|11 September 2001>News Stories>Rescue Workers Rush In, and Many Do Not Return
Rescue Workers Rush In, and Many Do Not Return
EDWARD WONG and JANE FRITSCH . NYTimes . 12 September
As many as 2,000 rescue workers were trying early this morning to find trapped survivors from the collapse of the World Trade Center in lower Manhattan, searching through the rubble and listening for signs of life, whether they came from cell phone calls or from buried whispers.
"All night, we'll keep trying to get people through tomorrow," Mayor Rudolph W. Giuliani said at a news conference shortly before midnight.
Mayor Giuliani estimated that thousands of people had died in the terrorist attack on the World Trade Center on Tuesday, and that the final body count "will be very large."
But mourning was pushed aside early today as workers focused on those who were still alive. There were indications that at least two people had used their cell phones to call from the basement of One World Trade Center, and they had said during their calls that there were others trapped there, Mayor Giuliani said.
Earlier in the night, two Port Authority officers were rescued from beneath rubble near Trinity and Church Streets. They had been trapped there since the morning, said Inspector Gene Ceccarelli of the Port Authority Police Department.
"The rescue teams are able to get very close now," Mayor Giuliani said. "It was very difficult during the day. But in most places they're able to operate."
Rescue workers were holding out hope that some people were managing to survive in pockets of air called "voids." A group of four or five firefighters had been taken earlier to St. Vincent's Hospital in Greenwich Village after being rescued from such a space. They had emerged without realizing the building had collapsed on top of them.
But those working above the rubble early this morning were searching with the knowledge that they were looking for many of their own. More than 300 firefighters were reported missing, and "we believe many of them are gone," a fire official said. The dead included some of the highest-ranking members of the department, including Peter J. Ganci, the chief of department; William M. Feehan, first deputy fire commissioner; and Raymond M. Downey, the chief of rescue operations.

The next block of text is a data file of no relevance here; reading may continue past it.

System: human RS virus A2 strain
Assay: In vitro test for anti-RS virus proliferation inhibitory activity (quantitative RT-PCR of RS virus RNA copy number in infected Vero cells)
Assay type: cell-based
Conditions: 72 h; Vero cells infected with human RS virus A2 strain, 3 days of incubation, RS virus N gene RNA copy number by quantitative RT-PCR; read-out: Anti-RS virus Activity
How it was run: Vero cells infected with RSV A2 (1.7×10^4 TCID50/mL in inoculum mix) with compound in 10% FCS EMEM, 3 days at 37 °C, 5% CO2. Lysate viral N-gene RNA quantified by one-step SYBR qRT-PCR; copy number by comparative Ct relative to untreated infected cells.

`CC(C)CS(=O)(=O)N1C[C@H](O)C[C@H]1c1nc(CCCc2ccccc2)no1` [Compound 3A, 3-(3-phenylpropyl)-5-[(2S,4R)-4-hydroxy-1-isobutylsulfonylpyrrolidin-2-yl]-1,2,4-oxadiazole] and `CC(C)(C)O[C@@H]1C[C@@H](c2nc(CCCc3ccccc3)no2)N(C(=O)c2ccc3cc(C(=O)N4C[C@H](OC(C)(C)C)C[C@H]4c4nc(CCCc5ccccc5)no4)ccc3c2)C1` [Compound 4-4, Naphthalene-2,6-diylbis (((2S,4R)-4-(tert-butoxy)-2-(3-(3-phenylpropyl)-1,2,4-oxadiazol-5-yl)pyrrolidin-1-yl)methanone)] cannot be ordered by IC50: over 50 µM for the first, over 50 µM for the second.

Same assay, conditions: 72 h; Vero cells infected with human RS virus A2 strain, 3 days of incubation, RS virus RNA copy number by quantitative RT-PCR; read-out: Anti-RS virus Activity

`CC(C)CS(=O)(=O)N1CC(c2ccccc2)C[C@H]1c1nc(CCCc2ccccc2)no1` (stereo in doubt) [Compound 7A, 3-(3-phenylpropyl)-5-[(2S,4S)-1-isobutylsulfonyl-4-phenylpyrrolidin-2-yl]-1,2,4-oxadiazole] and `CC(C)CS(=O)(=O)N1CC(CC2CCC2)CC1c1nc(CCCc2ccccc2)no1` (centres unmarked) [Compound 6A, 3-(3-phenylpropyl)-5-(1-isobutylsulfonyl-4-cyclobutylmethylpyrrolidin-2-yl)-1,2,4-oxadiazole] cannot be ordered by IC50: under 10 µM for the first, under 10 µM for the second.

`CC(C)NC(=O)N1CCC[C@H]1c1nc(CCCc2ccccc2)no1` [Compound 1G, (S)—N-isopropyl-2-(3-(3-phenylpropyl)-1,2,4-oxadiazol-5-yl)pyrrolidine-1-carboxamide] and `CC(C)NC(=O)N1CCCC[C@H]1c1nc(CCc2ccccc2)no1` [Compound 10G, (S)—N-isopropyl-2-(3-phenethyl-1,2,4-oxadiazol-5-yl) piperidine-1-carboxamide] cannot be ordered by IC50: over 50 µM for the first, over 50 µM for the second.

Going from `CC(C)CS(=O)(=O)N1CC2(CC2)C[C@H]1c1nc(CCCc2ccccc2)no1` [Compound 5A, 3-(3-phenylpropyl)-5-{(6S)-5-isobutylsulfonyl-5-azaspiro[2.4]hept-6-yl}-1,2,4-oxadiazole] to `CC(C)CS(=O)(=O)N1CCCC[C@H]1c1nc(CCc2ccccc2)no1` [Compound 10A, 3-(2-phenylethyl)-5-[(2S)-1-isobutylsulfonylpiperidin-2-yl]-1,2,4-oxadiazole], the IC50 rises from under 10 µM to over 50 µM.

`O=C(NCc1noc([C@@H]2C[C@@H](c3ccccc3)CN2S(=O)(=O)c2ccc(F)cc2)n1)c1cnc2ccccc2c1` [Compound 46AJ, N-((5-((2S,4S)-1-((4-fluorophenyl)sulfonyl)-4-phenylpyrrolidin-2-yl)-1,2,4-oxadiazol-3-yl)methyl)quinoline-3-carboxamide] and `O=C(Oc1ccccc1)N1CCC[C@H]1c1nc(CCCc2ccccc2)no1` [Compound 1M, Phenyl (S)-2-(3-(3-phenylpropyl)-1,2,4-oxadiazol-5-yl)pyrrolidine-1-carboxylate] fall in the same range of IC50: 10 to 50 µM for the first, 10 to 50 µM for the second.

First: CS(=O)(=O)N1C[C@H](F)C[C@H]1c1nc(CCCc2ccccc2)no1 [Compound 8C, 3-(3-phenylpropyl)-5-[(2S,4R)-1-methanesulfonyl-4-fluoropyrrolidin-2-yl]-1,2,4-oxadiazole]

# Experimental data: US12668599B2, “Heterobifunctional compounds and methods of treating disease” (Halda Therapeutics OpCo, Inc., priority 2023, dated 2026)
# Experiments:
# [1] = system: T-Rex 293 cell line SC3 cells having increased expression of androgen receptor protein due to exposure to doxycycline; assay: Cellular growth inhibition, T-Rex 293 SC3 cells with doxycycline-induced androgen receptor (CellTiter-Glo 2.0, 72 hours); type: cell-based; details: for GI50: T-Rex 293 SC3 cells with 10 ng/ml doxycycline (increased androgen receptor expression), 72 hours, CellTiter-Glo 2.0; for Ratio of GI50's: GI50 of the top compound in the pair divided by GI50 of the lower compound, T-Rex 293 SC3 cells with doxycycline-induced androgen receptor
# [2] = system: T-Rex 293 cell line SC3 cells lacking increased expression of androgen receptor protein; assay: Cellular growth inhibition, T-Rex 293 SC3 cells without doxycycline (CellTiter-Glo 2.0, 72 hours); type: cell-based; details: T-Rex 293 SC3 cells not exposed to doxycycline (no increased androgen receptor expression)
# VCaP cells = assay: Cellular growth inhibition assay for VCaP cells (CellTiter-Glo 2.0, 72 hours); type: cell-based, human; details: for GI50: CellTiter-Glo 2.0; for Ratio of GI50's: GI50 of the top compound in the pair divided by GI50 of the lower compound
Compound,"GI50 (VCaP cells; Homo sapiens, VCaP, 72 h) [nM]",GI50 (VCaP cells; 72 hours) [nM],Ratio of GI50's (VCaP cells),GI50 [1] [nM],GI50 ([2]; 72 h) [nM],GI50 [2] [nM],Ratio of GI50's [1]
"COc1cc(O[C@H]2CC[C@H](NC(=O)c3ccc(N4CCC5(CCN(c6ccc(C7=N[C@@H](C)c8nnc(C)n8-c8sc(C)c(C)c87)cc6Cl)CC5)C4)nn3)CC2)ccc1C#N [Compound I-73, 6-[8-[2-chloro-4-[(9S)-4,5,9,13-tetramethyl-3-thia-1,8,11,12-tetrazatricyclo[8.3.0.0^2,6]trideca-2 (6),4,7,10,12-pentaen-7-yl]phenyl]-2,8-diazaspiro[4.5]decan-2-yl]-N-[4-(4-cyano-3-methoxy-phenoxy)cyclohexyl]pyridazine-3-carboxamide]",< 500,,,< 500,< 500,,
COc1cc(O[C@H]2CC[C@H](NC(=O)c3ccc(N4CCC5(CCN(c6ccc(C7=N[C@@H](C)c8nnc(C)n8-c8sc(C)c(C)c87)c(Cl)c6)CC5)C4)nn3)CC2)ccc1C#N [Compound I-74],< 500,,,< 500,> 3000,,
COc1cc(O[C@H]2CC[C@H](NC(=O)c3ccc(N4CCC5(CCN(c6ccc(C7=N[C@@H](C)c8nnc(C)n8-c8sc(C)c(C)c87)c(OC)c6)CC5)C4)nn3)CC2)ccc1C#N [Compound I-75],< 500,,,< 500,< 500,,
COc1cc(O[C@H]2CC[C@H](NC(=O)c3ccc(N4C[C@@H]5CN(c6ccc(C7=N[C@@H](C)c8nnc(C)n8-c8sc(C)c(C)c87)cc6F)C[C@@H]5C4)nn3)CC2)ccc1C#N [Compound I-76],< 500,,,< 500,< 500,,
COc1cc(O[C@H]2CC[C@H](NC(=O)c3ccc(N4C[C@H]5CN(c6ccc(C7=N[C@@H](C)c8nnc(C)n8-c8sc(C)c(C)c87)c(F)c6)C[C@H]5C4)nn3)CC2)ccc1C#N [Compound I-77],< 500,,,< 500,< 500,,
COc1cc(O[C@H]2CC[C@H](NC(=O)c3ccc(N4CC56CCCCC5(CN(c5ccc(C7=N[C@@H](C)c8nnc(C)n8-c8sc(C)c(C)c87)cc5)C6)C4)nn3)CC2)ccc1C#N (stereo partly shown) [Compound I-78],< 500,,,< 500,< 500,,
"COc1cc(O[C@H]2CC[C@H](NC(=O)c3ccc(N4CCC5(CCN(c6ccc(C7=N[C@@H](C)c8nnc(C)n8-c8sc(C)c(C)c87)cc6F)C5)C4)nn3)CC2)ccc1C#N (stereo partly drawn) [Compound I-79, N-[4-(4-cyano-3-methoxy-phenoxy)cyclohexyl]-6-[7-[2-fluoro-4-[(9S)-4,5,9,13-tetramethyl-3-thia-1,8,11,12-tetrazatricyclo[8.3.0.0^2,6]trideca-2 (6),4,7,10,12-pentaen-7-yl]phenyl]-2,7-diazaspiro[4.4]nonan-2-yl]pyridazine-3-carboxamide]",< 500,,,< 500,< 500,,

The disaster was the worst in the history of the New York Fire Department, with explosions having collapsed the two main towers of the World Trade Center on to the first wave of rescuers as they snaked through stairwells and hallway.
"It's just a devastating thing," a fire official said. "The fire department will recover, but I don't know how."
Police Commissioner Bernard Kerik said that most of the police sergeants in the area had escaped, but that many officers and detectives remained missing. More than 30 members of the department were unaccounted for, he said.
Throughout the night, fire officials went from firehouse to firehouse doing head counts to determine the death toll.
In the tumult of Tuesday morning, the temporary command center set up on a nearby street to deal with the calamity was buried in a rolling wave of concrete chunks.
One of the fire department's Roman Catholic chaplains, Mychal Judge, had rushed to the scene to comfort victims, only to be killed in the collapse.
There was no trace of three of the fire department's most elite units, Rescues 1, 2 and 4, officials said last night.
Police officials said that as the day unfolded, several officers who had been presumed lost had surfaced.
As night deepened, officials were able to bring in cranes and heavy shovels to begin moving rubble in hopes of finding survivors. At the same time, they had to contend with several fires that were still burning in adjacent buildings, officials said.
But for most of the day, the notion of a rescue effort seemed remote.
"We will be lucky if we don't lose 200 or 300 guys," said Michael Carter, vice president of the Uniformed Firefighters Association, who was on the scene. "There are entire companies we can't find. At this point, it's less of a firefighting operation and more like a war."
Like dazed and bloodied soldiers, thousands of firefighters and police officers wandered helplessly throughout the afternoon and evening on the West Side Highway, blocked by the danger of further catastrophe from attempting to enter the scene. Officials feared the collapse of 7 World Trade Center, another high-rise burning in the complex, as well as other high-rise buildings bordering the complex. Throughout the afternoon, bricks cascaded from a burning building south of the site. By early evening, 7 World Trade Center finally fell.